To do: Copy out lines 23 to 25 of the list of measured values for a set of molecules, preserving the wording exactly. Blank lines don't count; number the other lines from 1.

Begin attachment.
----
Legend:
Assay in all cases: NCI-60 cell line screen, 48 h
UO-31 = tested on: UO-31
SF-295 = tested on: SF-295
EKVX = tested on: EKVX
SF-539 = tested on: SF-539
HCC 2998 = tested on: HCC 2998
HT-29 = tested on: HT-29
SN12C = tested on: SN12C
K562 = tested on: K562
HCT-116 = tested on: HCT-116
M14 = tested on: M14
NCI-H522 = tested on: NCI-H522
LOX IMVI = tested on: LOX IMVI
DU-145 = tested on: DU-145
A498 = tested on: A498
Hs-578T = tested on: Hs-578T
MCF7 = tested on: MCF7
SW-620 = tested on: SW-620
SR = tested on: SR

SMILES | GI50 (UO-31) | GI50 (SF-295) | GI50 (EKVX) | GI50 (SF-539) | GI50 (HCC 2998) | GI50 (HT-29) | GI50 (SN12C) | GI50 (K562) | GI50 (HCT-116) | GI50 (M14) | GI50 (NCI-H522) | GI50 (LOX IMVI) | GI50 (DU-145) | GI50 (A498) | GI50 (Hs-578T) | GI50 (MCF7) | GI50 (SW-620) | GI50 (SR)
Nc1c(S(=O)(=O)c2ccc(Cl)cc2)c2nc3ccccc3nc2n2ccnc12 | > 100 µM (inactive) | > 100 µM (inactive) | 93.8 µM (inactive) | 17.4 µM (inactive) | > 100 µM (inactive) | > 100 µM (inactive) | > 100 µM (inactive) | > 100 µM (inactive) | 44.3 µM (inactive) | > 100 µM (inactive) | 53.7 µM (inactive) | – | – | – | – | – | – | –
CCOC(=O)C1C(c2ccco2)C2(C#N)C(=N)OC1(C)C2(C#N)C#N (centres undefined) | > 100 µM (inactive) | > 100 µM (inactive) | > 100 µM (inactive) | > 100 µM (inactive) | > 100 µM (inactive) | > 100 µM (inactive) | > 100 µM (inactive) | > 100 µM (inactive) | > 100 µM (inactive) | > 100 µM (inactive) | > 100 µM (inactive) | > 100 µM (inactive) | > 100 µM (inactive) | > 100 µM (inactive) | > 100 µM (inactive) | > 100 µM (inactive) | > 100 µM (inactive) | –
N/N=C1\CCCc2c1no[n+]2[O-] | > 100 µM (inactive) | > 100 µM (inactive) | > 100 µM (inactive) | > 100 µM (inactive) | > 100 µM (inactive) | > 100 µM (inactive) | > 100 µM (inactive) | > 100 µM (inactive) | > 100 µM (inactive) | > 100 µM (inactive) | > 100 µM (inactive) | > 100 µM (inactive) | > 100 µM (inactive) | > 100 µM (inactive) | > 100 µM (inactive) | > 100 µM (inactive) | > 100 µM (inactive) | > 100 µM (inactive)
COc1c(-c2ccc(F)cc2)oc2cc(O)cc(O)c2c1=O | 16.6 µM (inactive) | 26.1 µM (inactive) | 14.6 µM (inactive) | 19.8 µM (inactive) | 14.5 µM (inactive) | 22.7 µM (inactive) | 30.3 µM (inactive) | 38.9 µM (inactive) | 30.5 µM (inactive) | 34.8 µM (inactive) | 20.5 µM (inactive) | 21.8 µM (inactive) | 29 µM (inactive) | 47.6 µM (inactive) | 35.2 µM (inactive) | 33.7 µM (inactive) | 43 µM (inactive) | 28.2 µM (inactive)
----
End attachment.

CCOC(=O)C1C(c2ccco2)C2(C#N)C(=N)OC1(C)C2(C#N)C#N (centres undefined) | > 100 µM (inactive) | > 100 µM (inactive) | > 100 µM (inactive) | > 100 µM (inactive) | > 100 µM (inactive) | > 100 µM (inactive) | > 100 µM (inactive) | > 100 µM (inactive) | > 100 µM (inactive) | > 100 µM (inactive) | > 100 µM (inactive) | > 100 µM (inactive) | > 100 µM (inactive) | > 100 µM (inactive) | > 100 µM (inactive) | > 100 µM (inactive) | > 100 µM (inactive) | –
N/N=C1\CCCc2c1no[n+]2[O-] | > 100 µM (inactive) | > 100 µM (inactive) | > 100 µM (inactive) | > 100 µM (inactive) | > 100 µM (inactive) | > 100 µM (inactive) | > 100 µM (inactive) | > 100 µM (inactive) | > 100 µM (inactive) | > 100 µM (inactive) | > 100 µM (inactive) | > 100 µM (inactive) | > 100 µM (inactive) | > 100 µM (inactive) | > 100 µM (inactive) | > 100 µM (inactive) | > 100 µM (inactive) | > 100 µM (inactive)
COc1c(-c2ccc(F)cc2)oc2cc(O)cc(O)c2c1=O | 16.6 µM (inactive) | 26.1 µM (inactive) | 14.6 µM (inactive) | 19.8 µM (inactive) | 14.5 µM (inactive) | 22.7 µM (inactive) | 30.3 µM (inactive) | 38.9 µM (inactive) | 30.5 µM (inactive) | 34.8 µM (inactive) | 20.5 µM (inactive) | 21.8 µM (inactive) | 29 µM (inactive) | 47.6 µM (inactive) | 35.2 µM (inactive) | 33.7 µM (inactive) | 43 µM (inactive) | 28.2 µM (inactive)